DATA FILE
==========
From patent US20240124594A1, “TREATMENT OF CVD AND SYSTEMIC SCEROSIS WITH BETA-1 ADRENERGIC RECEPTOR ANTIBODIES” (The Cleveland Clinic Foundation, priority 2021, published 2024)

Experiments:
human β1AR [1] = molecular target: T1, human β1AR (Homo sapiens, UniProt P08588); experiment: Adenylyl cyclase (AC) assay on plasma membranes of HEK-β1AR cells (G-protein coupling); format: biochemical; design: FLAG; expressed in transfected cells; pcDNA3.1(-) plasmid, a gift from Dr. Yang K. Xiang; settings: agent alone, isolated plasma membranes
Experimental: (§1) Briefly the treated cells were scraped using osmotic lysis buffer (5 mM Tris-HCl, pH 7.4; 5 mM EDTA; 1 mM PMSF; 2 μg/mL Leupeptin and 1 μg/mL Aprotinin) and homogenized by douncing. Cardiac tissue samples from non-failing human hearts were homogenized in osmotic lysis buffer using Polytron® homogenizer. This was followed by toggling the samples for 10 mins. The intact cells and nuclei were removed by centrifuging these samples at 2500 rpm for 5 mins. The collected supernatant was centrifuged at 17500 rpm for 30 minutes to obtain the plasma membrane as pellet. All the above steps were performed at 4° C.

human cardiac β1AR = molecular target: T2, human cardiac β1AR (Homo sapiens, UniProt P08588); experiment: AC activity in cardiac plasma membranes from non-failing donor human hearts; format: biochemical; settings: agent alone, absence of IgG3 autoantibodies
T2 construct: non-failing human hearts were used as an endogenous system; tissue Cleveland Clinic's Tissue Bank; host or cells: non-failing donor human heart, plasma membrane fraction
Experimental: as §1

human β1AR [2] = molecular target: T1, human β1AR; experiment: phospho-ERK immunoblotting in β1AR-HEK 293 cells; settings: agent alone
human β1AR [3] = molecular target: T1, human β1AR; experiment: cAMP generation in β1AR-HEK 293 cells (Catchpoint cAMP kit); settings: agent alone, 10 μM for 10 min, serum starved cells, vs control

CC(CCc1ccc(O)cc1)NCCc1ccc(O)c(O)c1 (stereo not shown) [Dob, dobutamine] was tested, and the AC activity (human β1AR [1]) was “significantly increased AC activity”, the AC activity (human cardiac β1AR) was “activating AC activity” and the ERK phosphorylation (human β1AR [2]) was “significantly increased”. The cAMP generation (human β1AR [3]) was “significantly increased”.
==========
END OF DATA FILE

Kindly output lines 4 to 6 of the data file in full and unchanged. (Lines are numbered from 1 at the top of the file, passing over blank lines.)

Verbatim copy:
Experimental: (§1) Briefly the treated cells were scraped using osmotic lysis buffer (5 mM Tris-HCl, pH 7.4; 5 mM EDTA; 1 mM PMSF; 2 μg/mL Leupeptin and 1 μg/mL Aprotinin) and homogenized by douncing. Cardiac tissue samples from non-failing human hearts were homogenized in osmotic lysis buffer using Polytron® homogenizer. This was followed by toggling the samples for 10 mins. The intact cells and nuclei were removed by centrifuging these samples at 2500 rpm for 5 mins. The collected supernatant was centrifuged at 17500 rpm for 30 minutes to obtain the plasma membrane as pellet. All the above steps were performed at 4° C.

human cardiac β1AR = molecular target: T2, human cardiac β1AR (Homo sapiens, UniProt P08588); experiment: AC activity in cardiac plasma membranes from non-failing donor human hearts; format: biochemical; settings: agent alone, absence of IgG3 autoantibodies
T2 construct: non-failing human hearts were used as an endogenous system; tissue Cleveland Clinic's Tissue Bank; host or cells: non-failing donor human heart, plasma membrane fraction